ANOTHER bastion of Spanish cuisine has been brutalised in the eyes of Spain’s netizens – this time from China.
A video has gone viral of a female market stall worker chopping up a cherished leg of Spanish jamon with a meat cleaver.
She takes to the leg – which is almost as big as her – with great sweeping chops.
It is a far cry from the delicate slices favoured by true jamon aficionados, which is considered an art form in Spain.
Through brute force – including lifting up the leg itself and smashing it down repeatedly – she manages to get the blade through the hunk of meat.
Finally, pleased with herself, she places a hefty chunk on the scales for packaging.
Online Spaniards, ever known for their measured discourse when it comes to foreigners interfering with their cuisine, had a few choice words.
Some tongue-in-cheek praised her ‘magnificent technique’, labelling it the ‘famous cortado a cuchillo’ (finely cut slices).
But one user was more blunt, demanding that she be sent to jail for her culinary crime.
Another commented: “Just when there was nothing in this world left for me to see.”
There were even demands to summon the Chinese ambassador and sever all diplomatic relations between Spain and China.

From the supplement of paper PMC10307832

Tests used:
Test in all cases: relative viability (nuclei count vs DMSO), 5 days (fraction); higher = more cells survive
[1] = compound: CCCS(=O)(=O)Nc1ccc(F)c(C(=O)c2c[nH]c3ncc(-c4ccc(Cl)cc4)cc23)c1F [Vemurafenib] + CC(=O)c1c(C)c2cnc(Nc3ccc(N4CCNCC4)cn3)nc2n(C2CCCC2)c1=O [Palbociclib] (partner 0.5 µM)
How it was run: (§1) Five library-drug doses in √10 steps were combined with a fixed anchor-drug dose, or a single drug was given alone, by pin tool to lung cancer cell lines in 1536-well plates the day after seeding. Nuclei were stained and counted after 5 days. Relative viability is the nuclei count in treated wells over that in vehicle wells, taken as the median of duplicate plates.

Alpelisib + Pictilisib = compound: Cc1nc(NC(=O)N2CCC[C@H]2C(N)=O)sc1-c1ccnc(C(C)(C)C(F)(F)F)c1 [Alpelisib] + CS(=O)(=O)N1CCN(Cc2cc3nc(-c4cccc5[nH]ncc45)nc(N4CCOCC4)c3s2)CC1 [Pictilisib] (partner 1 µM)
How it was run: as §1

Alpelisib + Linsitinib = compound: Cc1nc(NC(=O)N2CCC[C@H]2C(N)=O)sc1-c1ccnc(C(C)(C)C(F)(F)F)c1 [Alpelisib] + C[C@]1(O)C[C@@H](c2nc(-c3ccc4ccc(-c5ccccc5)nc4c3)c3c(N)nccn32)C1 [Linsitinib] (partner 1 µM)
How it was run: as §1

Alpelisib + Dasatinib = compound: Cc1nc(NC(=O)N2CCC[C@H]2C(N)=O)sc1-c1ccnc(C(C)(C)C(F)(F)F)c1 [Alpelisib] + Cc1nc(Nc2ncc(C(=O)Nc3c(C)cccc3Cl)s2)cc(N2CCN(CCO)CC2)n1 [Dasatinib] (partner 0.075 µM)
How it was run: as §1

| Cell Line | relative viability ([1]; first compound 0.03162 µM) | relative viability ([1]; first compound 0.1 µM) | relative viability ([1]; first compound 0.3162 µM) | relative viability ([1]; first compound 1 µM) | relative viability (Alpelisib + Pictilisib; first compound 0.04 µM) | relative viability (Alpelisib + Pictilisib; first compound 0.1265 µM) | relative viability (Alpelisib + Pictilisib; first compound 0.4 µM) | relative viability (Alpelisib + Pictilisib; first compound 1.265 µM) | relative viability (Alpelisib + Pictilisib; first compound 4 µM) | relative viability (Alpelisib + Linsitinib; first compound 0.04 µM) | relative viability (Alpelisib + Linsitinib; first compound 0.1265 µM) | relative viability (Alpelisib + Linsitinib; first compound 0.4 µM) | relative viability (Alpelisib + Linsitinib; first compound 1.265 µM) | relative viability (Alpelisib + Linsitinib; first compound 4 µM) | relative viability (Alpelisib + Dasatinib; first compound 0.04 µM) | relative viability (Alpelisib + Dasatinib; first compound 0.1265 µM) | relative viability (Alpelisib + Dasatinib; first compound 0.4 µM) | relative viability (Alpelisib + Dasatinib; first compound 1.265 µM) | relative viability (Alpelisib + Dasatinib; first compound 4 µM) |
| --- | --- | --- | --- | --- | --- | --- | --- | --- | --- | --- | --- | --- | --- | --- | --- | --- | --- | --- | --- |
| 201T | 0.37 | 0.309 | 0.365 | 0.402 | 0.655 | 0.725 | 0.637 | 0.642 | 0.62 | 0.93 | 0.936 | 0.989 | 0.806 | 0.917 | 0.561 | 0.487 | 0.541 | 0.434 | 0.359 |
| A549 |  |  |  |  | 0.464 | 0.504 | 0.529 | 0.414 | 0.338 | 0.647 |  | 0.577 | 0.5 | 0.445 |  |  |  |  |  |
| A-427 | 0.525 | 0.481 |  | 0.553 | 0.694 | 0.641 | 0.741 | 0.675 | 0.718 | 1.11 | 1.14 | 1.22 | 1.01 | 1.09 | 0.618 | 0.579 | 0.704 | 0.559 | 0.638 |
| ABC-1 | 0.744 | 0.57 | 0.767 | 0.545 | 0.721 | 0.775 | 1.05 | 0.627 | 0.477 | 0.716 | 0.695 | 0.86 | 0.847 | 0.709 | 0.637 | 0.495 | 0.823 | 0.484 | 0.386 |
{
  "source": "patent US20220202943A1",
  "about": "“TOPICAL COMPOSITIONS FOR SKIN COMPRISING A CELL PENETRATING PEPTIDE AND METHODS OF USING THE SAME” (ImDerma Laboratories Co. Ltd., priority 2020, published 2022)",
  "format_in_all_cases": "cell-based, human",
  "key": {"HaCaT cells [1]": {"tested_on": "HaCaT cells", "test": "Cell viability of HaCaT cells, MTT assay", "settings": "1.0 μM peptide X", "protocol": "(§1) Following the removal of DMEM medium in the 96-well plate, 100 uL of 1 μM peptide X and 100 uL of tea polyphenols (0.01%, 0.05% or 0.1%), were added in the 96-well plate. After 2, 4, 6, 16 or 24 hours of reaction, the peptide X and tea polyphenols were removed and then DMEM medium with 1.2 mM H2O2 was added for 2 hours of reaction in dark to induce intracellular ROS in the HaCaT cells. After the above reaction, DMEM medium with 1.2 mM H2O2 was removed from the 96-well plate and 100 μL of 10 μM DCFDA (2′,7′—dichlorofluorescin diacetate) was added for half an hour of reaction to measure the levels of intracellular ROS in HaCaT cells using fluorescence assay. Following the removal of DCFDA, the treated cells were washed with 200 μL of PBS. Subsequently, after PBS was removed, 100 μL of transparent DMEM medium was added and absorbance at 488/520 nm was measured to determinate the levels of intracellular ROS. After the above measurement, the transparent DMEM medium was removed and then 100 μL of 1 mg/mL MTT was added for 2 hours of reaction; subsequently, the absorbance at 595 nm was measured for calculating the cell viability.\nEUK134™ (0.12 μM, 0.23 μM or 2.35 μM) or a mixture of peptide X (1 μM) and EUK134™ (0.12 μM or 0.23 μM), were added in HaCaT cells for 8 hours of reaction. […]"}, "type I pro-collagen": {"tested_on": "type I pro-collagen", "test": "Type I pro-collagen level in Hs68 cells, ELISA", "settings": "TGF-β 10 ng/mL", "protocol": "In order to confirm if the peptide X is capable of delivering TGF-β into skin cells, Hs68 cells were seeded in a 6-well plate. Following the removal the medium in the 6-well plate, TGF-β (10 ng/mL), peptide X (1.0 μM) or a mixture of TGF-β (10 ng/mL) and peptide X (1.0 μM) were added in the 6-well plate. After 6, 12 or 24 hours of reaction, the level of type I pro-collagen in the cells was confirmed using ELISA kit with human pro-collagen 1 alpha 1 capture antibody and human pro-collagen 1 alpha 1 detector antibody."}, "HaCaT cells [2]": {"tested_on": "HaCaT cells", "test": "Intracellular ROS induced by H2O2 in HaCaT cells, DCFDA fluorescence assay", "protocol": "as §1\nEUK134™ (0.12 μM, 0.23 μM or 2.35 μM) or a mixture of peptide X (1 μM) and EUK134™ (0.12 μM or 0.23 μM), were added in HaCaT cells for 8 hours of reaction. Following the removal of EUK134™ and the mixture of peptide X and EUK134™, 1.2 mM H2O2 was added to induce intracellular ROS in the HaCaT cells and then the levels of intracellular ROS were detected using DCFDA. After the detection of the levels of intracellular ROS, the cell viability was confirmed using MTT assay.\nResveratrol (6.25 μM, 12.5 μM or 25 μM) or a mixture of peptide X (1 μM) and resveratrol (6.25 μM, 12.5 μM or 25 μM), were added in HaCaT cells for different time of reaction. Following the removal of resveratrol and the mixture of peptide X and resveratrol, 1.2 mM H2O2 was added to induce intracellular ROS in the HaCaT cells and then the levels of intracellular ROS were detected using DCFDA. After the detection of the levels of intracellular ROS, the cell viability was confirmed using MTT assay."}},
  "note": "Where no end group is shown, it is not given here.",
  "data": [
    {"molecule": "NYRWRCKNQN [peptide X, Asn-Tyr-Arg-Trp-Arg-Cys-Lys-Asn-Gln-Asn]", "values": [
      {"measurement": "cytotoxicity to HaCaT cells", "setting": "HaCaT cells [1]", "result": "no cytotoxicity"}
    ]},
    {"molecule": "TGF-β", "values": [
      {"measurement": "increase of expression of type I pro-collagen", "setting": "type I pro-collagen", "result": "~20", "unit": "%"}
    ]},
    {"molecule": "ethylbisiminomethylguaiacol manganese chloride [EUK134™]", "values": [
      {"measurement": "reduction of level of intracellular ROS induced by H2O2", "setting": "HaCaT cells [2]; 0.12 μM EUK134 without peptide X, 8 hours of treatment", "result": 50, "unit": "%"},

The true form for cutting jamon iberico is to use a sharp, long, and flexible knife called a ‘jamonera’ or ‘jamonero.’
This knife is specifically designed for slicing jamón. It has a narrow, pointed blade that allows for precise cutting.
An expert starts at the hock (the hoof end) or the narrowest part of the jamón, known as the ‘maza.’
The slices should be thin and even.
You should slice at a 45 degree angle, making the first few slices at the top of the jamón, which is the leanest part. These initial slices are often used for tasting and should be very thin.
As you move down the ham, the meat becomes more marbled and flavoursome. Adjust the thickness of the slices according to your preference.
Keep slicing until you reach the hock. At this point, the meat becomes tougher and drier. You can still enjoy it, but it’s usually used for stews or soups.
Serve the slices on a plate or wooden board. Spanish jamón is often enjoyed with a glass of wine or sherry.
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